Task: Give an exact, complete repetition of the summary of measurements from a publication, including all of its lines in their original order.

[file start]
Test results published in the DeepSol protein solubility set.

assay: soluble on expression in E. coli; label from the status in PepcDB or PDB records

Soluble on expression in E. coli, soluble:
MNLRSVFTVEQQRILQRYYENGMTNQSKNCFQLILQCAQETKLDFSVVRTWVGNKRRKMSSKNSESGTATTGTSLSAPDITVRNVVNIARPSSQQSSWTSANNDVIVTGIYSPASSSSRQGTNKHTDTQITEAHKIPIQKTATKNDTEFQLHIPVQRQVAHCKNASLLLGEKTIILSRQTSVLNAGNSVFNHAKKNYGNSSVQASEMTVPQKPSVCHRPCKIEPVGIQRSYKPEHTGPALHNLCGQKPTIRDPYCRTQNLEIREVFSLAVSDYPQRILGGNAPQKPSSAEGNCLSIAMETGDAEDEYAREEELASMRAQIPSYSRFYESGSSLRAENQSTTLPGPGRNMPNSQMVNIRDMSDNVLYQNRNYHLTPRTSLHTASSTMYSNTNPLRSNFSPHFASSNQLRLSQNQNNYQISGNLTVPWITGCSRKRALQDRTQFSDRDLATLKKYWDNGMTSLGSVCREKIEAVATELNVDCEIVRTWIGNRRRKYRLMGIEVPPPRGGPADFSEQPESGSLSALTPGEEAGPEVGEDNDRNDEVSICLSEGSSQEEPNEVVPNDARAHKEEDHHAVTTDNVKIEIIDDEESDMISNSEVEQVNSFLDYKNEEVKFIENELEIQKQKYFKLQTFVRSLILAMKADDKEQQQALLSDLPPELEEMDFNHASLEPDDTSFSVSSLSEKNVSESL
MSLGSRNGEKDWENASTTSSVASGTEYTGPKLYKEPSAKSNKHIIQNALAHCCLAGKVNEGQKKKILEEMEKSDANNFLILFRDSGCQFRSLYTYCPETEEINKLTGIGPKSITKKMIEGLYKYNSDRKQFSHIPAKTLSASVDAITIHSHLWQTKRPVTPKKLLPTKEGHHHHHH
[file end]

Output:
Test results published in the DeepSol protein solubility set.

assay: soluble on expression in E. coli; label from the status in PepcDB or PDB records

Soluble on expression in E. coli, soluble:
MNLRSVFTVEQQRILQRYYENGMTNQSKNCFQLILQCAQETKLDFSVVRTWVGNKRRKMSSKNSESGTATTGTSLSAPDITVRNVVNIARPSSQQSSWTSANNDVIVTGIYSPASSSSRQGTNKHTDTQITEAHKIPIQKTATKNDTEFQLHIPVQRQVAHCKNASLLLGEKTIILSRQTSVLNAGNSVFNHAKKNYGNSSVQASEMTVPQKPSVCHRPCKIEPVGIQRSYKPEHTGPALHNLCGQKPTIRDPYCRTQNLEIREVFSLAVSDYPQRILGGNAPQKPSSAEGNCLSIAMETGDAEDEYAREEELASMRAQIPSYSRFYESGSSLRAENQSTTLPGPGRNMPNSQMVNIRDMSDNVLYQNRNYHLTPRTSLHTASSTMYSNTNPLRSNFSPHFASSNQLRLSQNQNNYQISGNLTVPWITGCSRKRALQDRTQFSDRDLATLKKYWDNGMTSLGSVCREKIEAVATELNVDCEIVRTWIGNRRRKYRLMGIEVPPPRGGPADFSEQPESGSLSALTPGEEAGPEVGEDNDRNDEVSICLSEGSSQEEPNEVVPNDARAHKEEDHHAVTTDNVKIEIIDDEESDMISNSEVEQVNSFLDYKNEEVKFIENELEIQKQKYFKLQTFVRSLILAMKADDKEQQQALLSDLPPELEEMDFNHASLEPDDTSFSVSSLSEKNVSESL
MSLGSRNGEKDWENASTTSSVASGTEYTGPKLYKEPSAKSNKHIIQNALAHCCLAGKVNEGQKKKILEEMEKSDANNFLILFRDSGCQFRSLYTYCPETEEINKLTGIGPKSITKKMIEGLYKYNSDRKQFSHIPAKTLSASVDAITIHSHLWQTKRPVTPKKLLPTKEGHHHHHH